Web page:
The Therapist Emeritus had warned the Geeky Guy. When you’re dating someone, she said, you may think you know what to expect, but you don’t.
Nothing was as he expected; not the date and not the Lisping Barista. He proposed they talk over coffee for a half hour, get to know one another. It seemed to be a safe and proper thing to do with a young lady. The next thing he knew, they were on the highway.
He preferred driving. He felt better driving. He was anxious when he didn’t drive. She had pointed to her car, made room for him in the passenger seat, and told him he was paying expenses.
“Tho, are you ready to have a good time?” she said.
“I guess,” said the Geeky Guy.
“Then, leth do thith.” Whatever that was.
And so the Geeky Guy went on his first date, ever.
When you’re dating someone, said the Therapist Emeritus, there’s a lot of people involved. There’s the person as she actually is, there’s the person as she exists in your head, and then there’s the person she is trying to be. Additionally, all the women in your life show up and teach you what to expect. Finally, to top it off, there’s a parallel set of people on your side, confounding her. Dating is the process whereby all these people, imaginary or not, meet each other and, with any luck, get along.
The Lisping Barista’s car was just the type that all young baristas drive: a beater, broken down in all the ways that don’t matter too much and in some of the ways that do. She had a Life is Good sticker on her window: a grinning maniac, freewheeling on his bicycle. She had the same kind of grin on her face; freewheeling, also.
“You’re gunna love thith conthert. Ith all juth like thingth ought to be, everyone juth thitting back and enjoying life.”
She had some hypnotic, jam bandy, folky, blue grassy music playing. She shut her eyes and let the melody carry her. He liked music as much as anyone, but he’d already been in one car accident. He didn’t want to be in another.
He cleared his voice. He opened his mouth a few times before he spoke. Finally, he said, “Excuse me.”
‘I mean,” he said, gripping the seat. “Just one thing…I know you love this music and believe in its power to create a better world. But I wonder… if you could, just… you know…”
“Yeth? Could I what?”
“Could you please drive with your eyes open? At least most of the time?”
“What? You don’t think I can drive with my eyth clothed?”
She kept her eyes closed. There was an eighteen-wheeler to the right and a balding businessman in a Beemer to the left. Up ahead was a minivan with kids in the back watching their umpteenth showing of Beauty and the Beast. Then there was a curve.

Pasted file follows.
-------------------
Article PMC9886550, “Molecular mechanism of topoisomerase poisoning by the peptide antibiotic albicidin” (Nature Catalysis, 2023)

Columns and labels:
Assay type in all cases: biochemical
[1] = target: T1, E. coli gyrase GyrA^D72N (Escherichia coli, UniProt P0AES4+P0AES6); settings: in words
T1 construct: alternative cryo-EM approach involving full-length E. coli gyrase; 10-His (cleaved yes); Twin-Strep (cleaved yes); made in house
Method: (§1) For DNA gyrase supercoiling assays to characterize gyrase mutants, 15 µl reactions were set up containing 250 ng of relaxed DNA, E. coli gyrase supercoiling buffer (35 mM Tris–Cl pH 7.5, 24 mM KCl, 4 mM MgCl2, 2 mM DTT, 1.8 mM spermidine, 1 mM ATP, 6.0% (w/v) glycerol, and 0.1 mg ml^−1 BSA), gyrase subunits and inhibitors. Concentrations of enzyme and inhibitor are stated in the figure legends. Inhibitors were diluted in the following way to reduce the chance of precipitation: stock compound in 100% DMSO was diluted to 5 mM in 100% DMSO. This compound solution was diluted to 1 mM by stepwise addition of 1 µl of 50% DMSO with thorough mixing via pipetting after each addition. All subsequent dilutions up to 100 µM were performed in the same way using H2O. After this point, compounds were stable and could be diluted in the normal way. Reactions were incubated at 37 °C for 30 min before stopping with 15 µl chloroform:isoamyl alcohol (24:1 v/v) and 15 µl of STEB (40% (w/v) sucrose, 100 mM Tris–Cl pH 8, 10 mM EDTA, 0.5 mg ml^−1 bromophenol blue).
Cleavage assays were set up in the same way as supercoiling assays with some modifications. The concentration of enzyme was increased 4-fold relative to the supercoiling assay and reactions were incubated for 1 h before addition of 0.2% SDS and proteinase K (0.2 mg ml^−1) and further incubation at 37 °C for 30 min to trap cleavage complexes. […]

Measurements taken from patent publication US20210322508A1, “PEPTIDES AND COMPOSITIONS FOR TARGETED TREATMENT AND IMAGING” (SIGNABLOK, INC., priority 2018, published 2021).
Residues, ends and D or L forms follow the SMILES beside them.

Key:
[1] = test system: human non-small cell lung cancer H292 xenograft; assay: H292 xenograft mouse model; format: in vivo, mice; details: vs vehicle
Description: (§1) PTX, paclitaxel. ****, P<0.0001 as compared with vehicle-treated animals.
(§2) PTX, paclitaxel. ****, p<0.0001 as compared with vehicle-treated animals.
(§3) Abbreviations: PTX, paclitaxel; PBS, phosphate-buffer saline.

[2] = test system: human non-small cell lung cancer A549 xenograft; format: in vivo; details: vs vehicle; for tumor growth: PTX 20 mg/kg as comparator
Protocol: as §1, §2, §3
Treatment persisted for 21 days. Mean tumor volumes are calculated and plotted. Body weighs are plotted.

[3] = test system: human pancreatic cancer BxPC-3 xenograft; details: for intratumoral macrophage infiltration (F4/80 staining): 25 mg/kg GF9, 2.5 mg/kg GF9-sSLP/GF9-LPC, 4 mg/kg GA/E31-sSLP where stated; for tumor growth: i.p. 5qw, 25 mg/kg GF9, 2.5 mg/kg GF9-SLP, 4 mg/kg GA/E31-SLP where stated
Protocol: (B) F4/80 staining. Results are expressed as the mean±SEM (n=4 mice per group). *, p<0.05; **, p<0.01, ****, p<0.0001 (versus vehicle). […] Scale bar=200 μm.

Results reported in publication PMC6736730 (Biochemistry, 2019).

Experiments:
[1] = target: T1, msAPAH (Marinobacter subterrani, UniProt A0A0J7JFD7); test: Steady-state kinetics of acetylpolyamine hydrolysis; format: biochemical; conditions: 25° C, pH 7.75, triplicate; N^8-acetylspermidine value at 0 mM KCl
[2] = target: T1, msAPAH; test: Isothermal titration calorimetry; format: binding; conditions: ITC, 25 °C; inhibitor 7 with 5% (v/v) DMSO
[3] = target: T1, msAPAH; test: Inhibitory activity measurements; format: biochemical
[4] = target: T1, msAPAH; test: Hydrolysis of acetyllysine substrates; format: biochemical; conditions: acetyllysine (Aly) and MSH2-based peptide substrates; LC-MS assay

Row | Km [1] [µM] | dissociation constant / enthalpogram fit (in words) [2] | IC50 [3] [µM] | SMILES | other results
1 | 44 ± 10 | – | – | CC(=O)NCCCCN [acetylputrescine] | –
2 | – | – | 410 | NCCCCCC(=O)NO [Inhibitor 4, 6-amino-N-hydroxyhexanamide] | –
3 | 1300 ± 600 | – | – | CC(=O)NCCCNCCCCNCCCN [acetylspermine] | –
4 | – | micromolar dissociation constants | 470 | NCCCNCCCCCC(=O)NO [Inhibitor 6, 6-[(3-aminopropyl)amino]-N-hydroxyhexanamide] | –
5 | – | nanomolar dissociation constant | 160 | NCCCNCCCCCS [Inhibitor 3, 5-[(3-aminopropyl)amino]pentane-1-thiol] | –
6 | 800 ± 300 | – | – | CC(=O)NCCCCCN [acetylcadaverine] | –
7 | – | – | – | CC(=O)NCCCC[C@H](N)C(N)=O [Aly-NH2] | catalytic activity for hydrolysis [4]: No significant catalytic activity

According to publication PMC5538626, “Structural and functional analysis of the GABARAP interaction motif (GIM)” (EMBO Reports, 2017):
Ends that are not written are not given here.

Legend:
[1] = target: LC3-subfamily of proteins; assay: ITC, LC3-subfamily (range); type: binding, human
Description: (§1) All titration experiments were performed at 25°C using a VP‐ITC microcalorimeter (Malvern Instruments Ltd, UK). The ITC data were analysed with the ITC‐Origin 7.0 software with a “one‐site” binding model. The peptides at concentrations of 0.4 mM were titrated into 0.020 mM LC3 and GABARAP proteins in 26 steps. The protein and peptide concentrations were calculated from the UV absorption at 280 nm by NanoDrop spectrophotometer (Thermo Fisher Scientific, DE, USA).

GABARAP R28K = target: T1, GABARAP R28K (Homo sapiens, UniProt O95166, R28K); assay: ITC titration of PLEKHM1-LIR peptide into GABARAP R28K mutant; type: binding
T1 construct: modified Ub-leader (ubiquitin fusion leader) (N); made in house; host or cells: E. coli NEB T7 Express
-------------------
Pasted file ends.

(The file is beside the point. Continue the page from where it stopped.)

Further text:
“No, you can’t.” he said tensely.
“You don’t believe in me?”
They were still closed. The Beemer had passed and was replaced by a Honda with a mattress strapped to the top. The mattress was beginning to sail. Both the driver and passenger had their windows open and hands out, holding it down as best they could. To the right was the clear underbelly of the eighteen-wheeler, brakes hoses dangling, but not enough room to fit underneath.
“I believe in you, I just don’t believe your car can drive itself.”
“You don’t know my car. Ith very talented.”
They entered the curve. “Look out!” he shouted.
She made the curve, though her eyes were still closed.
“Thee, I can do it.”
The traffic slowed ahead. Even though he was in the passenger seat, he stomped on the brake, an imaginary brake, the brake he wished he had.
She braked in time, but they got close enough to see that Belle was entering the Beast’s castle.
At last, the Lisping Barista turned her head so that he could see that, though the eye on his side was closed, her left eye was open and had always been open.
“You’re right, I can’t,” she laughed. “Tho, I don’t try.”
He was a fool to try dating, a fool to ask her out, a fool to get in the car, and a fool to fall for her trick.
“Ith there anything elth you would like?” she asked. “I’m at your thervith.”
The dating phase was when the implicit terms of the relationship are set, unspoken provisions are negotiated, and unwritten contracts signed. Let’s just hope that the real person shows up before too many promises are made, the Therapist Emeritus had said.
“Where’s this concert we’re going to?”
“I told you, Mathachuthetth.”
“Massachusetts? We’re going all the way to Massachusetts?”
“I’th not that far. I’ve driven hundredth of milth to hear thith band.”
“Yes, there is something you can do,” said the Geeky Guy. “Could you, could you please take out that tongue stud so that you can speak clearly? It’s like I’m talking to Sylvester the Cat.”
She let go of the wheel for an interminable time and extracted the stud with both hands. He reached to steer the car himself. She dropped the stud and dove to the floor to retrieve it. He wavered into the left lane that had just, fortunately, been vacated by the Honda. To their right, the trucker looked with alarm and put down his coffee cup. Finally, the Lisping Barista came up from the floor with the stud and placed it in the Geeky Guy’s hands as she took the wheel again.
“Thank you,” he said, feeling as though she had given him a jewel of inestimable worth, instead of a tongue stud, covered in spit and floor debris.
“Ith that any better, do I thtill thoud like Thylvethter?”
“You’re hilarious,” he said.
“I’m not being hilarioth; I alwaths talk like thith.”
“It’s not the piercing?”
“No, I have a lithp.”
When you are dating someone, it’s amazing that it ever works out at all, considering all the confusions, complications, and gaffes. You do your best to hide the real you from your date, but, despite your best efforts, if she is looking at all, she will find it.
“I’m despicable,” he said.
“No, ith pronounthed dithpicable. Thath one word I can thay right. You’re dithpicable.” She laughed.